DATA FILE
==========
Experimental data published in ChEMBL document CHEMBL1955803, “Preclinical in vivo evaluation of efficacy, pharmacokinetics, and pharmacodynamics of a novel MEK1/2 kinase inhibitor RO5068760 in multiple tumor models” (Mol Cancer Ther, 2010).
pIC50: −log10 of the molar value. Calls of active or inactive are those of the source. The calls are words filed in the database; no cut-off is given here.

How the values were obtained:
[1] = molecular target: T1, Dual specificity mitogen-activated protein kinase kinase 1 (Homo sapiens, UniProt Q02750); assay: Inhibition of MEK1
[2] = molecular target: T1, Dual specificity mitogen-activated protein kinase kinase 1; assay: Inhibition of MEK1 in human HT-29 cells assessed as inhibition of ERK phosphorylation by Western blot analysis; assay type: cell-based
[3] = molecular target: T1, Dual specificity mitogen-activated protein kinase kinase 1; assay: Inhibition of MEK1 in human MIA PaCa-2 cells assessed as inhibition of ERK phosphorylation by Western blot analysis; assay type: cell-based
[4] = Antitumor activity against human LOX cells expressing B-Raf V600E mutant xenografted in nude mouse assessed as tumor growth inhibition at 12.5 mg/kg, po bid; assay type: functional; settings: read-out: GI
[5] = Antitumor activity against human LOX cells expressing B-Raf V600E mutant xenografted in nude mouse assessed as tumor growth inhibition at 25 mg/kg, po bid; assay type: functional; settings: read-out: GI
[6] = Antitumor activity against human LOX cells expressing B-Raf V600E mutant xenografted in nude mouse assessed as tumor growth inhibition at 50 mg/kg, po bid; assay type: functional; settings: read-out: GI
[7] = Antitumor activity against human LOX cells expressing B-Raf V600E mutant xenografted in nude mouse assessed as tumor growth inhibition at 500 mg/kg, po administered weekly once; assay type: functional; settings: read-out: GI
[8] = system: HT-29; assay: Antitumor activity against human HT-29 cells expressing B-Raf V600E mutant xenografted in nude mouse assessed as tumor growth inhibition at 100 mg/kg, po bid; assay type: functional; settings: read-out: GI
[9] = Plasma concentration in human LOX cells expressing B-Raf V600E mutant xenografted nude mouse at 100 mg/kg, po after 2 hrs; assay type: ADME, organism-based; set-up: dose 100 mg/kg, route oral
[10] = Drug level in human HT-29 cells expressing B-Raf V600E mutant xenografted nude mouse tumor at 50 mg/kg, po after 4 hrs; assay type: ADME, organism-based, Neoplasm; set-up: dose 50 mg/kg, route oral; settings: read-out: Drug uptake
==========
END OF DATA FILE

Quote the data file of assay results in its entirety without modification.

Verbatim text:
Experimental data published in ChEMBL document CHEMBL1955803, “Preclinical in vivo evaluation of efficacy, pharmacokinetics, and pharmacodynamics of a novel MEK1/2 kinase inhibitor RO5068760 in multiple tumor models” (Mol Cancer Ther, 2010).
pIC50: −log10 of the molar value. Calls of active or inactive are those of the source. The calls are words filed in the database; no cut-off is given here.

How the values were obtained:
[1] = molecular target: T1, Dual specificity mitogen-activated protein kinase kinase 1 (Homo sapiens, UniProt Q02750); assay: Inhibition of MEK1
[2] = molecular target: T1, Dual specificity mitogen-activated protein kinase kinase 1; assay: Inhibition of MEK1 in human HT-29 cells assessed as inhibition of ERK phosphorylation by Western blot analysis; assay type: cell-based
[3] = molecular target: T1, Dual specificity mitogen-activated protein kinase kinase 1; assay: Inhibition of MEK1 in human MIA PaCa-2 cells assessed as inhibition of ERK phosphorylation by Western blot analysis; assay type: cell-based
[4] = Antitumor activity against human LOX cells expressing B-Raf V600E mutant xenografted in nude mouse assessed as tumor growth inhibition at 12.5 mg/kg, po bid; assay type: functional; settings: read-out: GI
[5] = Antitumor activity against human LOX cells expressing B-Raf V600E mutant xenografted in nude mouse assessed as tumor growth inhibition at 25 mg/kg, po bid; assay type: functional; settings: read-out: GI
[6] = Antitumor activity against human LOX cells expressing B-Raf V600E mutant xenografted in nude mouse assessed as tumor growth inhibition at 50 mg/kg, po bid; assay type: functional; settings: read-out: GI
[7] = Antitumor activity against human LOX cells expressing B-Raf V600E mutant xenografted in nude mouse assessed as tumor growth inhibition at 500 mg/kg, po administered weekly once; assay type: functional; settings: read-out: GI
[8] = system: HT-29; assay: Antitumor activity against human HT-29 cells expressing B-Raf V600E mutant xenografted in nude mouse assessed as tumor growth inhibition at 100 mg/kg, po bid; assay type: functional; settings: read-out: GI
[9] = Plasma concentration in human LOX cells expressing B-Raf V600E mutant xenografted nude mouse at 100 mg/kg, po after 2 hrs; assay type: ADME, organism-based; set-up: dose 100 mg/kg, route oral
[10] = Drug level in human HT-29 cells expressing B-Raf V600E mutant xenografted nude mouse tumor at 50 mg/kg, po after 4 hrs; assay type: ADME, organism-based, Neoplasm; set-up: dose 50 mg/kg, route oral; settings: read-out: Drug uptake